This biography limns a man driven by ideas but thwarted by oppression from all fronts—family, business, and government. Using material recently made public by the Russian government, South African-born film scholar Bergan (Jean Renoir: Projections of Paradise, 1994) effectively dispels perceptions of the Soviet director as a “calculating, didactic theorist whose films ‘lack humanity.’ “ Bergan provides a reflective yet chatty portrait of Eisenstein as a gifted iconoclast who escaped his domineering, bourgeois father to embrace the new Soviet state and the “Eighth Art” of film only to confront greater tacticians in Hollywood types and censure by Josef Stalin. Paramount terminated Eisenstein’s contract early, and David O. Selznick rejected his screenplay adaptation of An American Tragedy as potentially a “most miserable two hours to millions of happy-minded young Americans.” Stalinist censors rejected his now-lost film Bezhin Meadow (which Bergan believes may have been his greatest achievement) and forced Eisenstein to —confess— its political groundlessness and anti-artistic tendencies. Bergan’s erudite, jargon- free film analyses complement the personal history and reveal Eisenstein as a humanist and early maker of movie illusion. Long before George Lucas added sound to outer space in Star Wars, Eisenstein fabricated the bloodbath on the Odessa Steps in The Battleship Potemkin. True to the power of the film image, it stands as an icon of the 1905 revolution. As for the image of Eisenstein, this biography views him not as an underappreciated film pioneer who must be revisited but as a cinema genius of lost potential. Like Orson Welles, Eisenstein won an early place in the cinema pantheon and followed it with decades of fits and starts, notably the aforementioned Bezhin Meadow and the truncated, John Dos Passos-financed QuÇ Viva MÇxico! An accessible, smart chronicle of a creative genius attempting to follow art and country. (36 b&w photos, not seen)

Pub Date: April 27, 1999

ISBN: 0-87951-924-X

Page Count: 248

Publisher: Overlook

Review Posted Online: May 20, 2010

Kirkus Reviews Issue: April 1, 1999

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If the authors are serious, this is a silly, distasteful book. If they are not, it’s a brilliant satire.


The authors have created a sort of anti-Book of Virtues in this encyclopedic compendium of the ways and means of power.

Everyone wants power and everyone is in a constant duplicitous game to gain more power at the expense of others, according to Greene, a screenwriter and former editor at Esquire (Elffers, a book packager, designed the volume, with its attractive marginalia). We live today as courtiers once did in royal courts: we must appear civil while attempting to crush all those around us. This power game can be played well or poorly, and in these 48 laws culled from the history and wisdom of the world’s greatest power players are the rules that must be followed to win. These laws boil down to being as ruthless, selfish, manipulative, and deceitful as possible. Each law, however, gets its own chapter: “Conceal Your Intentions,” “Always Say Less Than Necessary,” “Pose as a Friend, Work as a Spy,” and so on. Each chapter is conveniently broken down into sections on what happened to those who transgressed or observed the particular law, the key elements in this law, and ways to defensively reverse this law when it’s used against you. Quotations in the margins amplify the lesson being taught. While compelling in the way an auto accident might be, the book is simply nonsense. Rules often contradict each other. We are told, for instance, to “be conspicuous at all cost,” then told to “behave like others.” More seriously, Greene never really defines “power,” and he merely asserts, rather than offers evidence for, the Hobbesian world of all against all in which he insists we live. The world may be like this at times, but often it isn’t. To ask why this is so would be a far more useful project.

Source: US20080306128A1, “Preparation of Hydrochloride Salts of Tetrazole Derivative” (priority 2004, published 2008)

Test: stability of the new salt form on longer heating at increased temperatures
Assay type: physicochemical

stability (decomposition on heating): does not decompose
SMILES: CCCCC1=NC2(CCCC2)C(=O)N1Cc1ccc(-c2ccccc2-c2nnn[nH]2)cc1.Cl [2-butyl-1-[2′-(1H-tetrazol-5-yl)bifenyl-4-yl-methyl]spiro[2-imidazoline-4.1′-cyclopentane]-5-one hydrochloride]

If the authors are serious, this is a silly, distasteful book. If they are not, it’s a brilliant satire.

Pub Date: Sept. 1, 1998

ISBN: 0-670-88146-5

Page Count: 430

Publisher: Viking

Review Posted Online: May 20, 2010

Kirkus Reviews Issue: July 15, 1998

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The author's youthfulness helps to assure the inevitable comparison with the Anne Frank diary although over and above the...


Elie Wiesel spent his early years in a small Transylvanian town as one of four children. 

He was the only one of the family to survive what Francois Maurois, in his introduction, calls the "human holocaust" of the persecution of the Jews, which began with the restrictions, the singularization of the yellow star, the enclosure within the ghetto, and went on to the mass deportations to the ovens of Auschwitz and Buchenwald. There are unforgettable and horrifying scenes here in this spare and sombre memoir of this experience of the hanging of a child, of his first farewell with his father who leaves him an inheritance of a knife and a spoon, and of his last goodbye at Buchenwald his father's corpse is already cold let alone the long months of survival under unconscionable conditions. 

The author's youthfulness helps to assure the inevitable comparison with the Anne Frank diary although over and above the sphere of suffering shared, and in this case extended to the death march itself, there is no spiritual or emotional legacy here to offset any reader reluctance.

Pub Date: Jan. 16, 2006

ISBN: 0374500010

Page Count: 120

Publisher: Hill & Wang

Review Posted Online: Oct. 7, 2011

Kirkus Reviews Issue: Jan. 15, 2006

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